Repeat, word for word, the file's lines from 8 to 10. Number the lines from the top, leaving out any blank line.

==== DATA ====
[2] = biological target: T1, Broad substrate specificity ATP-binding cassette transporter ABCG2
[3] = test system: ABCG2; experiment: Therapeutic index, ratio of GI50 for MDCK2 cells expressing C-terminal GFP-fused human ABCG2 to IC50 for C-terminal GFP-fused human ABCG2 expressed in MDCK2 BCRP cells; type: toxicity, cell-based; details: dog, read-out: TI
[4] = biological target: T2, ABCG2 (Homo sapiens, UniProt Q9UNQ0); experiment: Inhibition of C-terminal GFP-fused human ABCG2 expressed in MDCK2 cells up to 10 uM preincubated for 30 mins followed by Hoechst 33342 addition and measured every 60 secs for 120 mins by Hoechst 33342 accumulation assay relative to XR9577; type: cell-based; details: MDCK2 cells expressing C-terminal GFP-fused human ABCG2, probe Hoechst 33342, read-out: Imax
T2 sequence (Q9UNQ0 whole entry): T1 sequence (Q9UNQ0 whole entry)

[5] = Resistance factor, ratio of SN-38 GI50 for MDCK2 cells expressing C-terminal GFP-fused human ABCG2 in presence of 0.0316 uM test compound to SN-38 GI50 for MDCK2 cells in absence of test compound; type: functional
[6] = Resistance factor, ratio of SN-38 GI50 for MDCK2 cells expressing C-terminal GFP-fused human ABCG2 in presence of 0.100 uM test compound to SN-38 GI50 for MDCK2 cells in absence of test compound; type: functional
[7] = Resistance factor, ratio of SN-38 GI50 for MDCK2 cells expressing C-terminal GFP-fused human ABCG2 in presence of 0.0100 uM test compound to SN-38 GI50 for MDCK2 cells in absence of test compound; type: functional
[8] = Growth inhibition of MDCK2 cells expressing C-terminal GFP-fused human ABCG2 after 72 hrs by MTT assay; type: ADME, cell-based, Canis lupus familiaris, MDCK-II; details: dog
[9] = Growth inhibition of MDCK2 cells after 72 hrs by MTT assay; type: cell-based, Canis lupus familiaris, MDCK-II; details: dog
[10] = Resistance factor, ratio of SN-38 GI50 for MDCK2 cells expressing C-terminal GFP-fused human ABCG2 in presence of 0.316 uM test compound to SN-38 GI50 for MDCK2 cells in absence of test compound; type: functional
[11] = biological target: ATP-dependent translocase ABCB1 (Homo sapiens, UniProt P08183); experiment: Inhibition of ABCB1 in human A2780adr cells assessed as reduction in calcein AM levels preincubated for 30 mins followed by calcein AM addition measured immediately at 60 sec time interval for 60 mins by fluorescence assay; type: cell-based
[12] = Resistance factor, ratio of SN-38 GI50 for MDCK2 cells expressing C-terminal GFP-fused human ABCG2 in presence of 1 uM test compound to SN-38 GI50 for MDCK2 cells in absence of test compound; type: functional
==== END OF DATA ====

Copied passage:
[8] = Growth inhibition of MDCK2 cells expressing C-terminal GFP-fused human ABCG2 after 72 hrs by MTT assay; type: ADME, cell-based, Canis lupus familiaris, MDCK-II; details: dog
[9] = Growth inhibition of MDCK2 cells after 72 hrs by MTT assay; type: cell-based, Canis lupus familiaris, MDCK-II; details: dog
[10] = Resistance factor, ratio of SN-38 GI50 for MDCK2 cells expressing C-terminal GFP-fused human ABCG2 in presence of 0.316 uM test compound to SN-38 GI50 for MDCK2 cells in absence of test compound; type: functional